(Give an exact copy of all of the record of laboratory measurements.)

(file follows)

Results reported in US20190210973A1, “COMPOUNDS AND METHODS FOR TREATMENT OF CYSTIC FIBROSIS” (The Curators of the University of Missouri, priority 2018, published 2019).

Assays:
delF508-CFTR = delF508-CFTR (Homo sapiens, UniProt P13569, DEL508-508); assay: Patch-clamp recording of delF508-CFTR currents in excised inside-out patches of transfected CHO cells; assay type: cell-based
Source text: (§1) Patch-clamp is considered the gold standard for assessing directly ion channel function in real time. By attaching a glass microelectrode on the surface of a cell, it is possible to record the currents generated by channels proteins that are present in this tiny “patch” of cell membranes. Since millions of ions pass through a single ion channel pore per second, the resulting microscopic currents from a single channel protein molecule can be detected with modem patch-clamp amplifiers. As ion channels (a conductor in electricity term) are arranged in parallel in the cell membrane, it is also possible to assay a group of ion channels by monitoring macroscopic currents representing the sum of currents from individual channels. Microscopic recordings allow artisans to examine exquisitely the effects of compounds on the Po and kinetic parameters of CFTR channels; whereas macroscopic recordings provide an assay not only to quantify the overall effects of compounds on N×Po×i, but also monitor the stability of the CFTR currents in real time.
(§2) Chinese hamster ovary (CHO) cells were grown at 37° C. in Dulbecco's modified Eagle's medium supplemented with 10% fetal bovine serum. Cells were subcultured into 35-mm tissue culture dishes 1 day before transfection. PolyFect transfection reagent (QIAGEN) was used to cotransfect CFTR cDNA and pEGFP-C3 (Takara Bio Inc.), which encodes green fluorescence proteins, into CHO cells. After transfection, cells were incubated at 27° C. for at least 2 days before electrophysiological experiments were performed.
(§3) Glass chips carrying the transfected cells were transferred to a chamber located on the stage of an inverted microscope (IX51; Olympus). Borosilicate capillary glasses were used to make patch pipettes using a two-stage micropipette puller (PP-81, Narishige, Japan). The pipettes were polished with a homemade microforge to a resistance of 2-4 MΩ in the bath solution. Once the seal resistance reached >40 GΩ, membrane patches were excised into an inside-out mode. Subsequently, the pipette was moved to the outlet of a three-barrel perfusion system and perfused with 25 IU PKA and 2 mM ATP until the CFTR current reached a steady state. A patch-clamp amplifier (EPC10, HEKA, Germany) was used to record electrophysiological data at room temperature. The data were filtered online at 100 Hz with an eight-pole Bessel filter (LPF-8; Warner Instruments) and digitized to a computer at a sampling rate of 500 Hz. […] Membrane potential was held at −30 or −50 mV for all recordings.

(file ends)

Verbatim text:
Results reported in US20190210973A1, “COMPOUNDS AND METHODS FOR TREATMENT OF CYSTIC FIBROSIS” (The Curators of the University of Missouri, priority 2018, published 2019).

Assays:
delF508-CFTR = delF508-CFTR (Homo sapiens, UniProt P13569, DEL508-508); assay: Patch-clamp recording of delF508-CFTR currents in excised inside-out patches of transfected CHO cells; assay type: cell-based
Source text: (§1) Patch-clamp is considered the gold standard for assessing directly ion channel function in real time. By attaching a glass microelectrode on the surface of a cell, it is possible to record the currents generated by channels proteins that are present in this tiny “patch” of cell membranes. Since millions of ions pass through a single ion channel pore per second, the resulting microscopic currents from a single channel protein molecule can be detected with modem patch-clamp amplifiers. As ion channels (a conductor in electricity term) are arranged in parallel in the cell membrane, it is also possible to assay a group of ion channels by monitoring macroscopic currents representing the sum of currents from individual channels. Microscopic recordings allow artisans to examine exquisitely the effects of compounds on the Po and kinetic parameters of CFTR channels; whereas macroscopic recordings provide an assay not only to quantify the overall effects of compounds on N×Po×i, but also monitor the stability of the CFTR currents in real time.
(§2) Chinese hamster ovary (CHO) cells were grown at 37° C. in Dulbecco's modified Eagle's medium supplemented with 10% fetal bovine serum. Cells were subcultured into 35-mm tissue culture dishes 1 day before transfection. PolyFect transfection reagent (QIAGEN) was used to cotransfect CFTR cDNA and pEGFP-C3 (Takara Bio Inc.), which encodes green fluorescence proteins, into CHO cells. After transfection, cells were incubated at 27° C. for at least 2 days before electrophysiological experiments were performed.
(§3) Glass chips carrying the transfected cells were transferred to a chamber located on the stage of an inverted microscope (IX51; Olympus). Borosilicate capillary glasses were used to make patch pipettes using a two-stage micropipette puller (PP-81, Narishige, Japan). The pipettes were polished with a homemade microforge to a resistance of 2-4 MΩ in the bath solution. Once the seal resistance reached >40 GΩ, membrane patches were excised into an inside-out mode. Subsequently, the pipette was moved to the outlet of a three-barrel perfusion system and perfused with 25 IU PKA and 2 mM ATP until the CFTR current reached a steady state. A patch-clamp amplifier (EPC10, HEKA, Germany) was used to record electrophysiological data at room temperature. The data were filtered online at 100 Hz with an eight-pole Bessel filter (LPF-8; Warner Instruments) and digitized to a computer at a sampling rate of 500 Hz. […] Membrane potential was held at −30 or −50 mV for all recordings.